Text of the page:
Now, we are a good way to conduct the entire “human” experiment, and the first phase-the age of the explorer-is ending. We have mapped every piece of land to a certain level of detail, and we are digging into the secrets of ancient civilizations. The untapped wilderness is being moved by more and more people, turning the wilderness into a landmark.
Every year, as more and more people flock to these landmarks, the difference between settlement and tame becomes more and more obvious. Sometimes the land fought back and people died. Sometimes people just fight each other and die. Either way, after 300,000 years of settlement, there are many dead people in many truly cool places. These are ten of the landmarks. Whether it is a natural wonder or a man-made wonder, in either case, there are a large number of dead bodies.
Yes, Herxheim sounds like a realm Thor would visit, and really, we can’t say for sure he didn’t. If he did, even his mighty thunder-ness might feel a chill run up his spine. Herxheim is a roughly 7,000-year-old archaeological site discovered in Southwestern Germany in 1996. And yes- corpses were found, this time in a series of mass graves. Estimates from bones and bone fragments place the number of dead at Herxheim to be over 1,000. However, the ‘how many’ is less unusual than the ‘why.’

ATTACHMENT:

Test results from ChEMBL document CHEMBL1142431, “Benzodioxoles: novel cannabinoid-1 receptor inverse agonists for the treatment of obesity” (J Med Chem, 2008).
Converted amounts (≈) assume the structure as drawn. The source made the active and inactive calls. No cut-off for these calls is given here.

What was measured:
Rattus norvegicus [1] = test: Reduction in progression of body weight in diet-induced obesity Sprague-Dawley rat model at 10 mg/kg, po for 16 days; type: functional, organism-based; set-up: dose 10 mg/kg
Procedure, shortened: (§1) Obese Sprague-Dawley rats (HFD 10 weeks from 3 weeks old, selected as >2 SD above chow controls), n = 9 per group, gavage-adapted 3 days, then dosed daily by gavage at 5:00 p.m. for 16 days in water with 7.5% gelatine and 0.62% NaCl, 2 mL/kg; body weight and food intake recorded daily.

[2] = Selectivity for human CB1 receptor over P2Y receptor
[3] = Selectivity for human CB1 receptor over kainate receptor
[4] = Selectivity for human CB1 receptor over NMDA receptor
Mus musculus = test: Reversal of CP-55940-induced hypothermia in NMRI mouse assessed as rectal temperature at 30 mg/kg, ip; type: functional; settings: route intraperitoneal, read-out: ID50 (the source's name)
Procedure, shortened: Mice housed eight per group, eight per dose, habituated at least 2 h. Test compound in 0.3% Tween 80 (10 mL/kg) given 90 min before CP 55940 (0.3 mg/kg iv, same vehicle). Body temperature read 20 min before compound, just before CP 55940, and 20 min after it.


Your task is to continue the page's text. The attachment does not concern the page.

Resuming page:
Short answer: we don’t know.
But there is evidence to suggest a number of disturbing answers. The site was occupied by early humans for hundreds of years. The deliberate shape and pattern of the gravesites suggest that the mass graves were planned out in advance and slowly carved out over decades. This, combined with the fact that bones come from all across Central Europe, suggests that the site was a necropolis of sorts, a place for the dying to make one last pilgrimage before burial. But the city is more sinister than restful. Hundreds of skulls were split neatly in half, tongues removed from their necks, and long bones broken in half and their marrow scooped out, suggesting a truly massive cannibalistic enterprise.